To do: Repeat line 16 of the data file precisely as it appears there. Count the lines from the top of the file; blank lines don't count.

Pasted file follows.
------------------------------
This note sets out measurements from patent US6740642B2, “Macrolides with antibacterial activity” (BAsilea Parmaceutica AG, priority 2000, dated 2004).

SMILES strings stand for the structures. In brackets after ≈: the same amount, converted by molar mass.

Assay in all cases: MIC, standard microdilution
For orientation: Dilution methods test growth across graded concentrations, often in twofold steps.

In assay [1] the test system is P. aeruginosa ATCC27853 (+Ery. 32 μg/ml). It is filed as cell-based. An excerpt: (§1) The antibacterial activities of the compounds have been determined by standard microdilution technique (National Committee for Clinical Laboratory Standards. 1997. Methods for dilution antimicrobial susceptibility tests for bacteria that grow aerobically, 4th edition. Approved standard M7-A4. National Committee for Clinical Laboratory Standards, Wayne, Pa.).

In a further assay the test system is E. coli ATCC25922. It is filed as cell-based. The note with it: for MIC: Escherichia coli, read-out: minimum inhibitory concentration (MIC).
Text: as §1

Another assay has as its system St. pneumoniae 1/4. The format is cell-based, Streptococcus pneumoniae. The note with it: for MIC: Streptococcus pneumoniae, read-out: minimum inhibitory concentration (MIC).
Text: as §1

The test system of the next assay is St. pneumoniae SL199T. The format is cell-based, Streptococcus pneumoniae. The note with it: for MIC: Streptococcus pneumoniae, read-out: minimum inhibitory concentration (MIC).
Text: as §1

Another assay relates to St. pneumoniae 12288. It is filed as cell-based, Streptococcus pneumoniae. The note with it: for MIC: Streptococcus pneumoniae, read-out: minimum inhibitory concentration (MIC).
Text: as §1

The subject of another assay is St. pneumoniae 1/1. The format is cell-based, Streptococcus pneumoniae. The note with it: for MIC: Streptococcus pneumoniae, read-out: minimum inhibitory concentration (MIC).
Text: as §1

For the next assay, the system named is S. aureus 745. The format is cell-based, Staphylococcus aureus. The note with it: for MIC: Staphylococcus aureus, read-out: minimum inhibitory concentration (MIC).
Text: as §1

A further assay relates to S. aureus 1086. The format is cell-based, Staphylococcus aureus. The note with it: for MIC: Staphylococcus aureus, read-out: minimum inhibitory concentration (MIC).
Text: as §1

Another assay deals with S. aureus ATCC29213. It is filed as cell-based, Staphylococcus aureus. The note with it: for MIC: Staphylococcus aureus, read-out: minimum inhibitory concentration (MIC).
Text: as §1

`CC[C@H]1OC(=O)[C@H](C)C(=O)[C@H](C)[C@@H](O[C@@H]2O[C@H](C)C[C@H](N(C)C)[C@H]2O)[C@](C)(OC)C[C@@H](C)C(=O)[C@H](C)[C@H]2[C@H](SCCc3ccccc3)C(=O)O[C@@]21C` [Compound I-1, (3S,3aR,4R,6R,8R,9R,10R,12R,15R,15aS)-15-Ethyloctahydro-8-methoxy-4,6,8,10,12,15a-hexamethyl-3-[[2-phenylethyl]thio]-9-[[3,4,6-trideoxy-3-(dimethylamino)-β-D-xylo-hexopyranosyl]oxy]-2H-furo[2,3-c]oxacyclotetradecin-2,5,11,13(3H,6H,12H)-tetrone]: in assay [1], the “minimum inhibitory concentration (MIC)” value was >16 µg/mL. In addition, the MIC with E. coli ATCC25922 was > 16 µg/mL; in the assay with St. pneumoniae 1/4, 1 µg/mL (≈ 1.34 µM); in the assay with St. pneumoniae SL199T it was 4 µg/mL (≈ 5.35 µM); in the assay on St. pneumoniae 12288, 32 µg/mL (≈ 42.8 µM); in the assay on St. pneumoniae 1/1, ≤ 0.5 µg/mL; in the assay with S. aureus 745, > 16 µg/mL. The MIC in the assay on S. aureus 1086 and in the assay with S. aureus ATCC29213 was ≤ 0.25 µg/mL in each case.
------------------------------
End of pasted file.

For the next assay, the system named is S. aureus 745. The format is cell-based, Staphylococcus aureus. The note with it: for MIC: Staphylococcus aureus, read-out: minimum inhibitory concentration (MIC).